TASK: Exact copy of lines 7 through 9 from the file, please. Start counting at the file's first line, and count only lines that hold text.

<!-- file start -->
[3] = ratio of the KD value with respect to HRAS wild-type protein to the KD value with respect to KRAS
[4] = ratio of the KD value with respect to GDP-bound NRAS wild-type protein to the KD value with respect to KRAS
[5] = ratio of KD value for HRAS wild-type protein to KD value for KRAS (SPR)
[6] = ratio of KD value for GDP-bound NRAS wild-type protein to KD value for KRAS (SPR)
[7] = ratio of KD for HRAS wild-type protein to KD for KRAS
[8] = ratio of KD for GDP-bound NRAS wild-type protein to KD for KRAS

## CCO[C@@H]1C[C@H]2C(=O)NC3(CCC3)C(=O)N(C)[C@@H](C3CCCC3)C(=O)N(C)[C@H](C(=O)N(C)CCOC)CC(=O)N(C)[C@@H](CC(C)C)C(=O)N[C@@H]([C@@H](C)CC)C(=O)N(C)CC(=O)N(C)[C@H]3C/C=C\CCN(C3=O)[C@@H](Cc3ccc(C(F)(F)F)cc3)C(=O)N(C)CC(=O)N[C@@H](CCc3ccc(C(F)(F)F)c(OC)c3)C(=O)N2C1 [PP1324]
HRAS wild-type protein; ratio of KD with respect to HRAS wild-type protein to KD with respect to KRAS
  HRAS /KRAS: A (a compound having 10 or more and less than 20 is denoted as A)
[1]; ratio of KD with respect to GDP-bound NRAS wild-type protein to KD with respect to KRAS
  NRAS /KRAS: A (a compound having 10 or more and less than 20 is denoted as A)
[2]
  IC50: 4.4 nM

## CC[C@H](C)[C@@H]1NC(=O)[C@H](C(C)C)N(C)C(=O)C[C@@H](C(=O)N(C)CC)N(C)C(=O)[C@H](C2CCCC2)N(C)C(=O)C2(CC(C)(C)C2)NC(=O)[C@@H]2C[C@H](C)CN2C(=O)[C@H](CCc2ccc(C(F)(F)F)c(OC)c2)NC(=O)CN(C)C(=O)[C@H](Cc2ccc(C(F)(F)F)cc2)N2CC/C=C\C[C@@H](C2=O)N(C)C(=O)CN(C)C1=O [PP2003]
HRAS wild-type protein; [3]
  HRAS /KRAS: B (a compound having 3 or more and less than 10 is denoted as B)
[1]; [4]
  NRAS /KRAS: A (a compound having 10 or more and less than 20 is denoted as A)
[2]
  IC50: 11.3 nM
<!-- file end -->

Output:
## CCO[C@@H]1C[C@H]2C(=O)NC3(CCC3)C(=O)N(C)[C@@H](C3CCCC3)C(=O)N(C)[C@H](C(=O)N(C)CCOC)CC(=O)N(C)[C@@H](CC(C)C)C(=O)N[C@@H]([C@@H](C)CC)C(=O)N(C)CC(=O)N(C)[C@H]3C/C=C\CCN(C3=O)[C@@H](Cc3ccc(C(F)(F)F)cc3)C(=O)N(C)CC(=O)N[C@@H](CCc3ccc(C(F)(F)F)c(OC)c3)C(=O)N2C1 [PP1324]
HRAS wild-type protein; ratio of KD with respect to HRAS wild-type protein to KD with respect to KRAS
  HRAS /KRAS: A (a compound having 10 or more and less than 20 is denoted as A)